Epcot has 2.5 million square feet of greenhouses. So, it’s not a surprise that nearly all the food served in its restaurants grows on site. The theme park offers opportunities for scientists and students to research new planting techniques on its property.

That’s where NASA comes into the equation. Sensing that Aeroponics can be the technology used for growing plants on space missions, Epcot partnered with NASA. The partnership’s primary purpose was to determine new methods for growing plants aeroponically.

The partnership still stands today, with the pavilion making huge profits for Epcot. They also collaborated for the famous ‘Mission: Space’ reality ride at the theme park.

Aeroponics At Home

The same technology perfected at the Epcot Center is available to home and hobby gardeners today. The Tower Garden Vertical Aeroponic System was developed by a former Epcot employee as a Ready-To-Grow solution for anyone wanting to implement Aeroponics technology without the hassle.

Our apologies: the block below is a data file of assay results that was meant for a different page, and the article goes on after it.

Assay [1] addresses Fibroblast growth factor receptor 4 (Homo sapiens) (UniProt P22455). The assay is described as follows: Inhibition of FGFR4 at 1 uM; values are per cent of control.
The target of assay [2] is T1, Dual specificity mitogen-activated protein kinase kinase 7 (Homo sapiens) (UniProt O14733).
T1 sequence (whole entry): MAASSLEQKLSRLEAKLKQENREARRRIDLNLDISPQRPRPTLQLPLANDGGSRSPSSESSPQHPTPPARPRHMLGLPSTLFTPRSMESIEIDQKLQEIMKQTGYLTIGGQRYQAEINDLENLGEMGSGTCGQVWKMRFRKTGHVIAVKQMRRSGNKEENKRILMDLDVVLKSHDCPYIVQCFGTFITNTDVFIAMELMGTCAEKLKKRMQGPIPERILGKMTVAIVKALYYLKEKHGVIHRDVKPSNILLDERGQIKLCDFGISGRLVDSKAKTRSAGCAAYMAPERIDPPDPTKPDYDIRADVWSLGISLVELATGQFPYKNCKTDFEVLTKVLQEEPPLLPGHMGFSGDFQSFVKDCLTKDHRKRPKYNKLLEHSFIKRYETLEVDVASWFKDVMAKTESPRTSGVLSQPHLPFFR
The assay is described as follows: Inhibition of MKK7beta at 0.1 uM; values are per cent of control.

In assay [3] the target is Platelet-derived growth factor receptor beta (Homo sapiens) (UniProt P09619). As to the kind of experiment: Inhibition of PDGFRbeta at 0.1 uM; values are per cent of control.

This simple low pressure aeroponic system grows 20+ plants but takes up less room then an end table. The Tower Garden is delivered straight to your door and can be set up in under 30 minutes without the use of tools.

For more information on all the advantages of having a Tower Garden in your home check out What is a Tower Garden and How Does it Work?

Tower Garden Aeroponics System

Richard J. Stoner – The Godfather of Aeroponics

About 30 years after Went’s experiments, a man named Richard J. Stoner used Aeroponics to grow plants in a greenhouse on his small farm in Colorado. He became one of the first Americans to implement the system.

Stoner’s success opened his eyes to the commercial implementation of the technology and in 1983 he filed for a patent for his own Aeroponic growing system. 

He gained the patent in 1985, and he didn’t waste a second. He was the first man to commercialize the aeroponic growing method under the name of Genesis Technology, a company that Stoner founded. Stoner’s aeroponic device was called the Genesis Growing System.